None of us, including the Biblical Jesus, are safe from ridicule and condemnation when the activist use fake facts to exaggerate faults.
It is fitting that Egerton Ryerson's statue faces away from the quadrangle heart of the university where dwell craven administrators and petty student pols. As a noted champion in education and religion who never shied from a fight, he would be embarrassed by what is happening there under his honourable name.

Sunday, October 1, 2017



I went from sharing a battered desk and ancient typewriter, if I was early to work, then to offices shared with assorted characters, finally to what was supposed to be elite space.
In my journalism career, my fellow workers were often more interesting than the people I covered. And the buildings never made the architecture magazines.
 Along the way, I shared closet cubicles with Max, Bono and Dunf. No need to use their full names for those who were with the Sun when it really shone, but for the rest of you: Max Haines, Mark Bonokoski and Gary Dunford.
They were as different as night and day and summer, but for me they had one grand redeeming feature besides being fascinating individuals with their quirks, history and charm.
They could be devastating with snippet observations on the paper,  our colleagues, the opposition and life in general.
Max has just died. So that gentle smile which concealed a mind churning with caustic comments is still. He wrote about murder so well, I wondered if I should be careful about my rum-and-coke in the countless parties that surrounded the Sun "personalities" in the sunny days. After all, he was a graceful gentleman but he really wasn't that crazy about authorities.
As a political columnist who realized that many people didn't really like the horse trading and backrooms of politics, I found it useful before writing to bounce my insider information off of Max or Dunf because their sarcastic reaction anchored me on the ground where politics was despised. (I exclude Bono  because exchanging insights with him was like pouring more gasoline on a flamethrower.)
One thing is clear from the reaction to Max's death from those who worked with him for so long. There is a friendly nostalgia about his columns and his life. You see, in the business of news, where the stars are often not stars to the lesser lights, Max was as popular with his colleagues as he was with the readers.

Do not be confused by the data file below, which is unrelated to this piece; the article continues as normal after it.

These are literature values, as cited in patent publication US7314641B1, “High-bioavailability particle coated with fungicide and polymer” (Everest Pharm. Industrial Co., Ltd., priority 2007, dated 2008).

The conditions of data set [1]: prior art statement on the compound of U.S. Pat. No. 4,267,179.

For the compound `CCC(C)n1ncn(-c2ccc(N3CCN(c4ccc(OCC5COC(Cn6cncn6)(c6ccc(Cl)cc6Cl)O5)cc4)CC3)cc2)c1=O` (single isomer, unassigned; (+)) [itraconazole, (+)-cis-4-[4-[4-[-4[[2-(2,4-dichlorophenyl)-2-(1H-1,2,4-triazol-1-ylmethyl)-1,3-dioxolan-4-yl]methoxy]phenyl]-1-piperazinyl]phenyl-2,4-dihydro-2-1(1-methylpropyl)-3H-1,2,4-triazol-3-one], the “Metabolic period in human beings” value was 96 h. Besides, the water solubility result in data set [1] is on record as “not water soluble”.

To think that it all happened because he fled the underwear business after he bought a batch of bad elastic and panties started falling down all over the country. That loss was a great gain for all of us who love murder stories even when the latest Murdoch mystery seems a trifle strained.
The irony about the strange space once used by Max, Dunf and me was that some computer experts took it over, actually shovelling my files into the garbage. That was when I knew my days were numbered as the Editor Emeritus writing the occasional column from retirement.
I told Bono that I was going to phone Dunf to tell him of the loss of our weird eyrie but he observed that Dunf may not have much humour about it since he had been called to Toronto for a meeting where they fired him. Couldn't they have done it by phone?
I savour those days. The funny lines of Dunf who hung the nickname of "tiny perfect worship" on the city's most popular mayor, David Crombie. The Sunday that appeared, a group of us were travelling with Premier William Davis, who was to get a transit award in Miami, and everyone, including the premier, was passing the column around and guffawing about the bit where the mayor got lost in the shag carpet.
Now Max has gone on to spin mysteries for Saint Peter, Dunf is living in the great piney woods near Hudson's Bay, and Bono has just entered the sacred precincts of the Canadian News Hall of Fame.
Good for him. He deserves it. And I know something about halls of fame, actually having run this one briefly but resigning when members kept trying to get their friends inducted. I've been on the Canadian Sports Hall of Fame, the Canadian Disability Hall of Fame and was head of city council's honours committee, all of which taught me that hall politics can be as weird as if the journalists were lawyers.
Yet the ultimate honour as every columnist knows is to have your fellow workers like your stuff and read your stuff and not indulge in the catty comments that surround pushy newcomers.
And I'm talking about real journalists, not the denizens of the world of fake news and trolls who pretend that anyone can write anything in social media and be as good as a real writer. Nope, folks, story tellers have been prized since caveman days, but to do it well takes skill and experience and talent, not just chutzpah.
The biggest fans of Max the story teller were the people who worked at the Toronto Sun. (Same with Bono and Dunf.) And there will be many sitting at his service who while they wait will recall their favourite piece.
There were many!
 The greatest accolade! Being liked by your peers!